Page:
The basics of Prostration According to the Eritrean Orthodox Tewahdo Church

St. Isaac said about such prostrations, “Bow at the beginning of your worship, asking God from your heart, with humiliation, to give you patience and control over your thoughts during prayers.”

Why is prostration so important, so important that it is always included with one the two main pillars of Christianity which are fasting and prayer? (fasting, prayer, and prostration) Our desert fathers and mothers have long used this act of submission as a way to weaken the flesh further especially during fasting periods, accompanied by prayer, in order to ward off the temptations that attack them in the wilderness. How much more do we need to weaken our flesh to weaken our lusts? When you are physically tired, you are less likely to engage in activities that lead you to temptation.

 “I once heard demons say to each other, ‘every time we are found between monks, we see them offering metanias (prostrations) to each other, suppressing our powers’.”

Prostration is also very crucial to our life of repentance. Often, we are given a number of prostrations as a part of our penance. The act of mental submission to God, acknowledging our sin against Him, and yet again remembering His great mercies to feel the pain of our sin physically and fight off future temptations is tied in with prostration. 

The Purpose of Prostration:
አክብሮ | Akbiro | Respect: The first purpose, is as a sign of respect for others (ie. elders, parents, strangers)
“So Moses went out to meet his father-in-law, bowed down, and kissed him. And they asked each other about their well-being, and they went into the tent.” [Exodus 18:7]

ጸጋ | Tsega | Grace: The second purpose is to honor the God given grace bestowed upon the Saints (ie. St. Mary, Angels, etc.) 
“Now when Abigail saw David, she dismounted quickly from the donkey, fell on her face before David, and bowed down to the ground.” [1 Samuel 25:23]

አምልኮ | Amliko | Worship: Whilst the third purpose is to worship the Lord our God. This may be in the form of repentance or gratitude and praise. "But as for me, by Your abundant lovingkindness I will enter Your house, At Your holy temple I will bow in reverence for You." [Psalm 5:7]

3 Main Types of Prostration in our Church:
አድንኖ | adnino | Bowing: bending down without touching the ground.
አስተብርኮ | astebirko | Kneeling: bending down until your knees touch the ground.
ሰጊድ | segīd | Submitting: bending down fully with your head touching the ground.

It is important to understand that bowing, kneeling down, or fully submitting is not always an act of worship and that there are other purposes for prostrations. As we participate in this act, we must consider our motivations for doing so. It is quite obvious that when one sees their grandparents they do not kneel in front of them as an act of worship or honoring their grace but rather as a sign of respect. All these though, are laced in the love and humility---the love that we have for our Lord, our companions, and the Saints that pray for us and the recognition that we are sinful and weak!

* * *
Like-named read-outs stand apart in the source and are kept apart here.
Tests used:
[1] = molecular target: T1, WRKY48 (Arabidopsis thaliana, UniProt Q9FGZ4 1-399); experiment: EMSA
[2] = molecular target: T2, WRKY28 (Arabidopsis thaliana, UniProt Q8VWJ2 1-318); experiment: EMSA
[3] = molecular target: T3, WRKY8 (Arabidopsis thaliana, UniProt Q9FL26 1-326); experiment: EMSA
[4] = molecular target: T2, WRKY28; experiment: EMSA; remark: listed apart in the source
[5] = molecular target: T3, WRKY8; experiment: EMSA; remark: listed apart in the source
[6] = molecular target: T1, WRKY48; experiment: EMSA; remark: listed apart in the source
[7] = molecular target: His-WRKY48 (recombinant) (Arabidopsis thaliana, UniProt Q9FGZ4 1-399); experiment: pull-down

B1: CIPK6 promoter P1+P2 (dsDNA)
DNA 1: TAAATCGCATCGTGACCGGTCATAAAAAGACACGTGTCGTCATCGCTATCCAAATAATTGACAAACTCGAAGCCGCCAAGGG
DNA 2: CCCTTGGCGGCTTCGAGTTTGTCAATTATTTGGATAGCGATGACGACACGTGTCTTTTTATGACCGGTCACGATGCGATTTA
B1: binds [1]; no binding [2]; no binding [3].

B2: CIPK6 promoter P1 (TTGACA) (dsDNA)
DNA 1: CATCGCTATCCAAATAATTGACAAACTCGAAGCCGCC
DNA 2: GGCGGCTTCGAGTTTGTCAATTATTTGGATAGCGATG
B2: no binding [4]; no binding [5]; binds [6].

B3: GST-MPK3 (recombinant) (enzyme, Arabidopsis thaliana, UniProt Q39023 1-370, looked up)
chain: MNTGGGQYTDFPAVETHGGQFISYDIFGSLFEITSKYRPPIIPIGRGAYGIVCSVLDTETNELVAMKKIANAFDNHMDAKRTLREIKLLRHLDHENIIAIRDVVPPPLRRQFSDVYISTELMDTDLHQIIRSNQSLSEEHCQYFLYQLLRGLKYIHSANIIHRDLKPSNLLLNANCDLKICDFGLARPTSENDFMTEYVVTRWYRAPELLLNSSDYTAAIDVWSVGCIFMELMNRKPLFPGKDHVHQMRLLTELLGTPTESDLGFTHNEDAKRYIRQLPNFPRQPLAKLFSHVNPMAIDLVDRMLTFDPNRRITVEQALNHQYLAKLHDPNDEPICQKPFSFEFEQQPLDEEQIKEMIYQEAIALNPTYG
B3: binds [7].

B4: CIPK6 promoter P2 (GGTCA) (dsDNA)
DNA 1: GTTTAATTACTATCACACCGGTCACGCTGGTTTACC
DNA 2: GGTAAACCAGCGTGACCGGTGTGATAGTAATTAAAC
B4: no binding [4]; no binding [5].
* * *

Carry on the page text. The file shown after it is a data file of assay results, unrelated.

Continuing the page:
Days in which prostration in full submission (Sigdet) is not conducted:

በዓለ ወልድ | be’Ale Weld | Commemoration of the Son
በዓለ ማርያም | be’Ale Maryam | Commemoration of St. Mary
ቅዱስ ሚካኤል | Qidus Mikael | Commemoration of St. Michael
ቀዳሚተ ሰንበት | Qedamite Senbet | Saturday or the First Sabbath
ሰንበተ ክርስቲያን | Senbete Kristian | Sunday or the Sabbath of Christians
After receiving Eucharist.
During the Holy 50 (unless instructed otherwise by your Father of Confession)

These restrictions consider one monthly commemoration of the Lord, St. Mary, and the Angels. This is observed throughout the calendar with the exception of Passion Week or Semune Himamat, in which the passions of Our Lord and Savior Jesus Christ are to be remembered above all. 

What we say during prostrations:

The time of prostration is a crucial time for petitioning and humbling oneself. In this time the Church encourages us to ask for salvation for the sake of the pure in humility. We may also express our gratitude and spiritual needs during prostrations, as well, saying... 

“Thank You my Lord Jesus Christ, for You…”,
“Grant me, O Lord, the life of purity”,
“Grant me, O Lord, the life of patience and tolerance”, 
“Grant me, O Lord, the life of complete love”, or focusing on any of the other virtues.

In what manner should we prostrate?

St. John Cassian said about the monks in Egypt, “I saw them in prayer. When they have finished reciting the Psalms they do not prostrate themselves in a hurry, as if it is a duty they want to get out of the way, like many of us do. On the contrary, they stand for a while to raise a short prayer, then they prostrate themselves in awe and great devotion. After that, they get to their feet in a brisk manner, standing uprightly with all their thoughts absorbed in prayer.”

Glory be to God!